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Giants at Chargers: 6 things we learned from the Giants’ 37-21 loss

This was just bad

New York Giants v Los Angeles Chargers Photo by Ronald Martinez/Getty Images

The New York Giants got run off the field on Sunday by the Los Angeles Chargers, losing 37-21

If we’re being honest, this game was (yet another) loss which wasn’t as close as the final score. By the time the Chargers’ defense started trading yardage for time off the clock, the Giants were down 37-7.

There really isn’t much we can take away from this game, apart from how out-classed the Giants were by the Chargers. But let’s see what there is to say.

The Giants lock in their fifth straight losing season

With the Giants’ sixth blow-out loss, they fall to 4-9 on the season, ensuring their fifth straight losing season since their 11-5 season in 2016. The Giants are mathematically unable to win the NFC East now, but are technically still in the Wild Card picture, but that’s probably just a pipe dream at best now.

Frankly, this performance by the Giants was nothing less than pathetic on the part of the Giants. It ranks with the loss to the Los Angeles Rams and Tampa Bay Buccaneers. I don’t particularly care if the Giants picked up some rushing yardage or points in garbage time (which effectively started half-way through the third quarter), or if they “fought” for 60 mintues.

Yes, the Giants have had to deal with injuries but that doesn’t excuse the execution errors or rampant drops.

The Giants have a losing season, and have earned that moniker. Hopefully games like these will take away the Giants’ excuses to not do what’s so clearly necessary.

Dexter Lawrence II and Benardrick McKinney were bright spots

There can’t be too many bright spots when your defense gives up more than 30 points. But I do have to give some credit to the play of Lawrence and McKinney.

Lawrence was a problem for the Chargers’ offensive playing end in the Giants’ 3-man front. He notched a 3-yard sack of Justin Herbert, bringing him down as he tried to scramble. That sack prevented turned a third-and- into a fourth-and-6. Given how the Chargers were marching down the field all game long, that was a small win for the defense.

McKinney played a rotational role at inside linebacker for the Giants, generally coming on in run defense. He flashed a few times, reading the Chargers’ play exceptionally quickly, knifing into the backfield and blowing running plays up. Those plays were few and far between, with the Giants giving up more than 150 yards on the ground, but McKinney playing fast was good to see.

It wasn’t much, but those two players flashed for the Giants.

Enough with the trick plays

The Giants have had some of their biggest plays on trick plays this year — Daniel Jone’s reception against the Carolina Panthers and Andrew Thomas’ touchdown spring to mind.

And trick plays can be useful if your offense can catch the defense napping. But after three or four trick plays by the end of the third quarter, it was obvious that the Giants were out of ideas and desperate to save some kind of face in this game.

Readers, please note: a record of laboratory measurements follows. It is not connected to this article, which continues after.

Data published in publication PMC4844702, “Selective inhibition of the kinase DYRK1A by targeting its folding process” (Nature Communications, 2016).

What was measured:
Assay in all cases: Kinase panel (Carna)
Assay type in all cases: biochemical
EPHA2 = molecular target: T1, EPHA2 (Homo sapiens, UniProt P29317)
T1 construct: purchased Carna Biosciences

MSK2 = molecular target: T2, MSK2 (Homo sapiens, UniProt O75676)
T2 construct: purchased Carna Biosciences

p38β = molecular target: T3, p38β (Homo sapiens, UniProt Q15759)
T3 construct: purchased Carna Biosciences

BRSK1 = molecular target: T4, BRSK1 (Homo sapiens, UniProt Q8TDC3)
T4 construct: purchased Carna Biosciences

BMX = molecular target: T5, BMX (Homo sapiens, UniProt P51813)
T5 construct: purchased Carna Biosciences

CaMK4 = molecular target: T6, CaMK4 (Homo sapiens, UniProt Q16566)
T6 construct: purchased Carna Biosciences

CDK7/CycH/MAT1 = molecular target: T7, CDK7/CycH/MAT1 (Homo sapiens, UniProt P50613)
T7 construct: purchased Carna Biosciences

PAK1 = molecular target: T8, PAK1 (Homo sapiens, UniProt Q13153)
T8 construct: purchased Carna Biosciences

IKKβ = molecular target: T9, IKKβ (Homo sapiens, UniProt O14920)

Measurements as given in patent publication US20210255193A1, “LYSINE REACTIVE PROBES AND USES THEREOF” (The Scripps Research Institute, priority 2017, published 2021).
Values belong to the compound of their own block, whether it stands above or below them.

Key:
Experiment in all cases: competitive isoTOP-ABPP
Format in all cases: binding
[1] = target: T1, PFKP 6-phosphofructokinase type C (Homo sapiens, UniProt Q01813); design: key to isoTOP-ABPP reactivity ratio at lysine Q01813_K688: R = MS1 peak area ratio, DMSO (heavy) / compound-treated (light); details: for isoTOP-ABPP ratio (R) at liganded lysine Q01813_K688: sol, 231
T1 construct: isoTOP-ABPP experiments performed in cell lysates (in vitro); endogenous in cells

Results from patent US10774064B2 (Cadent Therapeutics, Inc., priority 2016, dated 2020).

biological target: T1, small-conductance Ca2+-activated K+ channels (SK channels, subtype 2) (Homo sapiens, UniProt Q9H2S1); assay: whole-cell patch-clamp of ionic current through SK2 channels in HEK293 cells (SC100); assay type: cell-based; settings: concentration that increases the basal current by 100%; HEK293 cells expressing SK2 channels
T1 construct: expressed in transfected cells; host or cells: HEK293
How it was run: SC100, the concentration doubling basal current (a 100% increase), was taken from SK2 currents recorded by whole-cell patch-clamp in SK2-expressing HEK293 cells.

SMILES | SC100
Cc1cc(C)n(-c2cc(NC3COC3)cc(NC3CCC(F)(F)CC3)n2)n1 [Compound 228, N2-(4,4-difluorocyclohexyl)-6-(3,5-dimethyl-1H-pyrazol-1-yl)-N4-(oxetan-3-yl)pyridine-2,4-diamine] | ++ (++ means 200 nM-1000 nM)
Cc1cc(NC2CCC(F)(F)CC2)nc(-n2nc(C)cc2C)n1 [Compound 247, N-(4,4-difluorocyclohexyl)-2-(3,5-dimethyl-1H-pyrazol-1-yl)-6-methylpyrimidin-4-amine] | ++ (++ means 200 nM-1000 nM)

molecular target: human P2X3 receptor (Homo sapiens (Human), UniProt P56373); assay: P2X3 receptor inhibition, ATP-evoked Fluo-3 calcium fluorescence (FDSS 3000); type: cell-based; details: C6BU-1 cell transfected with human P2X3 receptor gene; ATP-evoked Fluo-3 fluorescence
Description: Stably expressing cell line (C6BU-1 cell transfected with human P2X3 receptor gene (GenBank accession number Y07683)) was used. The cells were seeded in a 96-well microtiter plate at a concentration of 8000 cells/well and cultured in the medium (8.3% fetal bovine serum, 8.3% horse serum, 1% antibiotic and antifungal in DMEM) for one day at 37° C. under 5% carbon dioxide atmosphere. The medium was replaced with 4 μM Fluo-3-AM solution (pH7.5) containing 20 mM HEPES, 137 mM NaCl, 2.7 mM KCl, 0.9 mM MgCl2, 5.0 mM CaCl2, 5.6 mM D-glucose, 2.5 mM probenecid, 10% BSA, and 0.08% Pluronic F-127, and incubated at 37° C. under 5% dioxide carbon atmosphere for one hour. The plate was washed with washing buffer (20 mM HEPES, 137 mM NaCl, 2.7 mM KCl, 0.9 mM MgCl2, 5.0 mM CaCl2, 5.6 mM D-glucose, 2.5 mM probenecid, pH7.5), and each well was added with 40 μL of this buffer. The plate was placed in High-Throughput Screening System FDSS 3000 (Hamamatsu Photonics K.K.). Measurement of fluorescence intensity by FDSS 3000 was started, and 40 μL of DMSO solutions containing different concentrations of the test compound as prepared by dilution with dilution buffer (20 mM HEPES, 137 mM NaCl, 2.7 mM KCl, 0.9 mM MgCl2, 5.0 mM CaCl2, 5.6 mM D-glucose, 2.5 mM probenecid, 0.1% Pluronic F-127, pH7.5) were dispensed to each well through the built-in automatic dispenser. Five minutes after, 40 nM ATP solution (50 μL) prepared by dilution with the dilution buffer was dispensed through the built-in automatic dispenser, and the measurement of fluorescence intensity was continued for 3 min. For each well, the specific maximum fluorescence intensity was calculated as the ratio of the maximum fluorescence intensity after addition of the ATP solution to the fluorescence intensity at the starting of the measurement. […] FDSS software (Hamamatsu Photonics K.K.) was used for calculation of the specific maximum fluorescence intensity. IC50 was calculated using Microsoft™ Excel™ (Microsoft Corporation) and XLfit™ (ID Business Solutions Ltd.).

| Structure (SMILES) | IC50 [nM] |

The Giants had Riley Dixon throw a pass on a fake punt from the Giants’ 38-yard line, which sailed over Keion Crossen’s head, and the next drive had the offense flipping the ball around the backfield like the Harlem Globetrotters.

The Giants’ willingness to dip into to the “what the hell?” portion of their playbook stopped being fun, or even funny, and was just sad.

Do the Giants know the second quarter is 15 minutes?

The Giants appeared to set themselves up in great position to go into the locker room with a score to narrow the Chargers’ 10-point lead.

Riley Dixon had a monster 63-yard punt, followed by a strong stand by the defense to force a 3-and-out. The Giants’ offense took the field on the Chargers’ 41-yard line with, three time outs, and 1:40 left in the half. That should have at least resulted in a field goal attempt for Graham Gano.

Instead, the Giants lost two yards and went three-and-out and punted in 60 seconds. Dixon tried to give the ball as much hang time as possible, but the punt only traveled 18 yards. That set the Chargers up on their own 25-yard line with 40 seconds left.

Instead of going into half-time trailing by 7 or 3 points, the Giants trailed by 17.

It’s been a theme for this team that not only can their offense not score at the end of halves, their defense has had a habit of giving up points in the final two minutes. The Giants’ collapses at the end of the first halves of their games has been a factor in a lot of their losses.

But, if you’re a fan of the game, we can say that the Giants’ terrible two-minute offense gave us this:


Sometimes you need to just stand back in marvel. Justin Herbert’s touchdown throw with 25 seconds left in the first half is one of those times.

Third and long, rolling out, running away from pressure, with only a fraction of a second to set his feet. Normal quarterbacks can’t even think about making that throw, but Herbert launched the ball 63.8 yards in the air to hit Guyton in-stride for a 59-yard touchdown.

I can’t even get on the Giants’ defense for letting Guyton run wide open down the field. You need to cover your man and can’t just let guys run free, but that looked for all the world like Herbert was going to have to throw the ball away.


I love this

This has nothing to do with the game, but I knew I needed to bring it up as soon as I saw it.

It was a shock to wake up to the news of Demaryius Thomas’ sudden passing. Thomas was, by all accounts, an even better man than he was a football player and everyone who came into contact with him has been devastated by his loss.

So it was great to see the Denver Broncos and Detroit Lions start their game like this:

Some things — many things, if we’re being honest — are bigger than football. Kudos to both teams, and RIP Demaryius Thomas.